The claimant was a medical student with dyslexia. He failed an assessment which was necessary to continue his course but claimed this was because the university did not make reasonable adjustments for him. This would make him a victim of disability discrimination.
Are British civilians employed by the MoD in Cyprus protected by the Equality Act? (Holloway & Ors v Ministry of Defence)
A group of British civilians working on a military base in Cyprus brought claims of discrimination against the Ministry of Defence (MoD). Before considering their claim, the Employment Tribunal had to decide whether GB equality laws applied to this group of workers. The first Employment Tribunal found that the Equality Act did apply to them. However, the MoD successfully challenged this in the Employment Appeal Tribunal. This meant that the case was remitted to the ET to be reconsidered.
A group of Irish Travellers were refused service in a pub because of their race. We supported them to bring a successful claim for race discrimination.
A woman believed the company she worked for had unlawfully discriminated against her when she was pregnant. However, she did not find out that she could make a legal claim until after the three-month time limit. The Employment Tribunal did not agree to hear her case as she had not made a claim within three months, but the Employment Appeal Tribunal later ruled that the original decision should be retaken by a different Employment Tribunal.
Helping a woman with mental health conditions access justice (XX v Secretary of State for Work and Pensions)
A woman has mental health issues and claimed Employment and Support Allowance. She was referred to the Work Programme, which involves work-focused interviews and activities designed to improve people’s chances of finding work. She found it difficult to attend these because no adjustments had been made for her mental health impairments. She experienced deterioration in her health as a result of attempting to carry out the mandatory activities. She brought claims for failure to make reasonable adjustments and indirect disability discrimination.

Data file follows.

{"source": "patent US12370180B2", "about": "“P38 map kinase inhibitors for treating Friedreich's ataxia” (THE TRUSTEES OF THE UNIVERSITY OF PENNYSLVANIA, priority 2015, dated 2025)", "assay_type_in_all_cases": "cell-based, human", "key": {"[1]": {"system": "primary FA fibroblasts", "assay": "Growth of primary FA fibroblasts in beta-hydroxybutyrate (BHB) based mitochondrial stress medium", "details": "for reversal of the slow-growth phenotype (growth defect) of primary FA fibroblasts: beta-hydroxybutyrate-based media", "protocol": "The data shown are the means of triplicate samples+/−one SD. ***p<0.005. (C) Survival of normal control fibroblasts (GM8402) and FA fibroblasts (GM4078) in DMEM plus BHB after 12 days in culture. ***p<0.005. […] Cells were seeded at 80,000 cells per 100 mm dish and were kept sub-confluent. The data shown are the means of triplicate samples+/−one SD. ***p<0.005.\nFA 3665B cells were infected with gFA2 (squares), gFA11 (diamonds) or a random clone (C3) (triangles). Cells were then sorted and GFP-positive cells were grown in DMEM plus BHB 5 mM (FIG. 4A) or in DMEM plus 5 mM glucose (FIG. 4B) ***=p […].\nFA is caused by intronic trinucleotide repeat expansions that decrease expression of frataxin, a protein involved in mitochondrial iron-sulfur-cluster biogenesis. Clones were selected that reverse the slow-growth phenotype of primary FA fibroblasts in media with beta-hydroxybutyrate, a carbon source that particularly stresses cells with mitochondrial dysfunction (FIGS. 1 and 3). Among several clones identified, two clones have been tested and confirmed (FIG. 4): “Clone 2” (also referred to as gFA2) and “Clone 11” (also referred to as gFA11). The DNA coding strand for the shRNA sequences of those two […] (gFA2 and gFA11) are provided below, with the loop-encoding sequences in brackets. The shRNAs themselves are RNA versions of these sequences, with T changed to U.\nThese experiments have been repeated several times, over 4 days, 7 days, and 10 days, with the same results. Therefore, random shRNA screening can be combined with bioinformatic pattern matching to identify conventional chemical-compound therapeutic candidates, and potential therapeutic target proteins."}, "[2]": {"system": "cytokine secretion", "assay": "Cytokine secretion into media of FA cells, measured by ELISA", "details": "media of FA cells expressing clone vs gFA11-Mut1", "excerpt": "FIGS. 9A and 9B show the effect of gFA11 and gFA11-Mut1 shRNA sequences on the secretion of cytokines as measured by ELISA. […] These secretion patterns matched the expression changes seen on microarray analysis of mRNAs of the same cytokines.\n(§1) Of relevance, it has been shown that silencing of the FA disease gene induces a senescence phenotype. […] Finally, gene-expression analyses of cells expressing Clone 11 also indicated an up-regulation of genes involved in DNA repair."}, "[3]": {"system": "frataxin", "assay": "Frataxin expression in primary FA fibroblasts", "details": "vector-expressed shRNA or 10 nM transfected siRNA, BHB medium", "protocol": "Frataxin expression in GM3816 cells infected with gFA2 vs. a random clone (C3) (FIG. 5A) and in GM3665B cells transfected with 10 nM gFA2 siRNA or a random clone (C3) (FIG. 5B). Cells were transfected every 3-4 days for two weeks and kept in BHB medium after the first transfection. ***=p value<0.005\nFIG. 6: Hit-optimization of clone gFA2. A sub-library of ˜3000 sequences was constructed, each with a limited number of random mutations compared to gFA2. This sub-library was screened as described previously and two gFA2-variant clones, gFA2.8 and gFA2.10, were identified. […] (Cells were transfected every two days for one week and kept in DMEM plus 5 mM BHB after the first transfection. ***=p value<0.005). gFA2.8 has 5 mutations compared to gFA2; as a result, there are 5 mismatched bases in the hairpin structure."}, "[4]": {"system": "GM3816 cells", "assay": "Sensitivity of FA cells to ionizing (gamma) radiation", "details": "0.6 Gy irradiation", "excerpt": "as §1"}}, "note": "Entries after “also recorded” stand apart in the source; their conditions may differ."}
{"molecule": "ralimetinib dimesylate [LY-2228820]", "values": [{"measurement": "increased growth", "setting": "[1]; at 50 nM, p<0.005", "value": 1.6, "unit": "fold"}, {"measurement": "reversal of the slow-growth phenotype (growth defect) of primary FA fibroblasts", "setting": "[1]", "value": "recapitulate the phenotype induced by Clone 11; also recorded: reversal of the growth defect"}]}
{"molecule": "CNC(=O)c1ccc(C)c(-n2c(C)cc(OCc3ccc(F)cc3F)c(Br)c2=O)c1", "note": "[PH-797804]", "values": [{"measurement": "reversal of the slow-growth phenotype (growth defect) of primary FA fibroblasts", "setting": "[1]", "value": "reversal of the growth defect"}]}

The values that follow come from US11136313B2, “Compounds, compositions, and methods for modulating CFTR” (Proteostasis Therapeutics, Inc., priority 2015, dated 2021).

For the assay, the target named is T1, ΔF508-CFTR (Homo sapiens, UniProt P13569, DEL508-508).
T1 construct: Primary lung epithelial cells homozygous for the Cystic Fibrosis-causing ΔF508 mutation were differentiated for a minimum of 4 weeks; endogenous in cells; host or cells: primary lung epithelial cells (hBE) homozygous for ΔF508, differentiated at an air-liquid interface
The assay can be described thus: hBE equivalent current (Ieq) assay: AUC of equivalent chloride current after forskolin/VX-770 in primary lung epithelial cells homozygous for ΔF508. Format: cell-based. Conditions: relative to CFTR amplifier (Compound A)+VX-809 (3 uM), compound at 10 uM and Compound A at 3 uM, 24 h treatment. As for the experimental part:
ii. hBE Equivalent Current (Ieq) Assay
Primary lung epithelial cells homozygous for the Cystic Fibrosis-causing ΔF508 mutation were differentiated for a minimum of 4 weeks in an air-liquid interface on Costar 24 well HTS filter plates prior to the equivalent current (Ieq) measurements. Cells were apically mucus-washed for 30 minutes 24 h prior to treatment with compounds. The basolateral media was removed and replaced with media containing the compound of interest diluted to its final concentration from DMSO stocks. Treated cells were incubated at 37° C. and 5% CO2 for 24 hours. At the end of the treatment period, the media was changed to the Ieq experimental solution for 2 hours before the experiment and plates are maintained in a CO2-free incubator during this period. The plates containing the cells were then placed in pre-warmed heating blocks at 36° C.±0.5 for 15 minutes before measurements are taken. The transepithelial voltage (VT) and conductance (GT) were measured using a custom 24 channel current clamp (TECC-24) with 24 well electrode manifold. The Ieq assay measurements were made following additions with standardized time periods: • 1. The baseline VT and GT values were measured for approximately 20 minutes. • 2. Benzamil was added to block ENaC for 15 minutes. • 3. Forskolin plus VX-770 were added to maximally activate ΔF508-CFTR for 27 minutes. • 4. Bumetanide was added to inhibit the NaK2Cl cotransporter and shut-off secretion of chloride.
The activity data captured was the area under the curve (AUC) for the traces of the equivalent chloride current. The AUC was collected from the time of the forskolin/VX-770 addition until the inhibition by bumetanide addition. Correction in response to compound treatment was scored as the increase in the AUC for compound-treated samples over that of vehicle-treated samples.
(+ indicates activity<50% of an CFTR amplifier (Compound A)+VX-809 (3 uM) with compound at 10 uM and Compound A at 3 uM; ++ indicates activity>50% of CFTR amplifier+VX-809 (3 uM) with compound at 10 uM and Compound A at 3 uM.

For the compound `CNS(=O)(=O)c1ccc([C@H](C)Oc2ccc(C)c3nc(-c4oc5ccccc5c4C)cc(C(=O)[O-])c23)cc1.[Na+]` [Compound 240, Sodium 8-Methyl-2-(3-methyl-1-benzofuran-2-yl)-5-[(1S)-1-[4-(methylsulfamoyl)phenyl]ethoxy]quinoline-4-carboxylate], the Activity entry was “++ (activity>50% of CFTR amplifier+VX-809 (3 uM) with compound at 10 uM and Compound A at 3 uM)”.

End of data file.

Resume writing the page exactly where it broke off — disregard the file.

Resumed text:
Preventing estate agents using ‘No DSS’ policies to discriminate against renters (J v X Estate Agents)
A female disabled renter successfully challenged an estate agent’s ‘No DSS’ policy on grounds it indirectly discriminated against her because of her sex and disability. Women and disabled people are more likely to be in receipt of housing benefit than men and non-disabled people, and as a result of the policy, blocked from renting many properties.
Following concerns raised by parents of a two-year-old that a nursery had not made reasonable adjustments for their disabled child, we provided legal assistance so the parents could challenge the nursery's actions.
Helping disabled tenants to make reasonable adjustments to their homes (Andrew Smailes, Stacey Poyner-Smailes and Clewer Court Residents Ltd )
A disabled woman needed to make reasonable adjustments to her home, but because she was renting, they were refused by the landlord. We successfully funded this case to clarify whether a term in the lease prohibiting alterations is contrary to the Equality Act.
Can an employer lawfully treat an employee less favourably, including dismissing them, because of behaviour in their private life which runs contrary to the employer’s religion or belief?
Upholding the right to freedom of religion or belief (Forstater v (1) CGD Europe (2) Centre for Global Development (3) Masood Ahmed)
Ms Forstater alleges that she was discriminated against when her contract was not renewed because of her belief that trans women are not women. The Employment Tribunal decided her belief is not protected under the Equality Act 2010. We are intervening in the case at the Employment Appeal Tribunal, to clarify how equality and human rights law applies in the complex area of freedom of thought, conscience and religion. Our submissions concern the law and the legal approach adopted by the Employment Tribunal. They do not take or express any view as to whether Ms Forstater’s discrimination claim should succeed.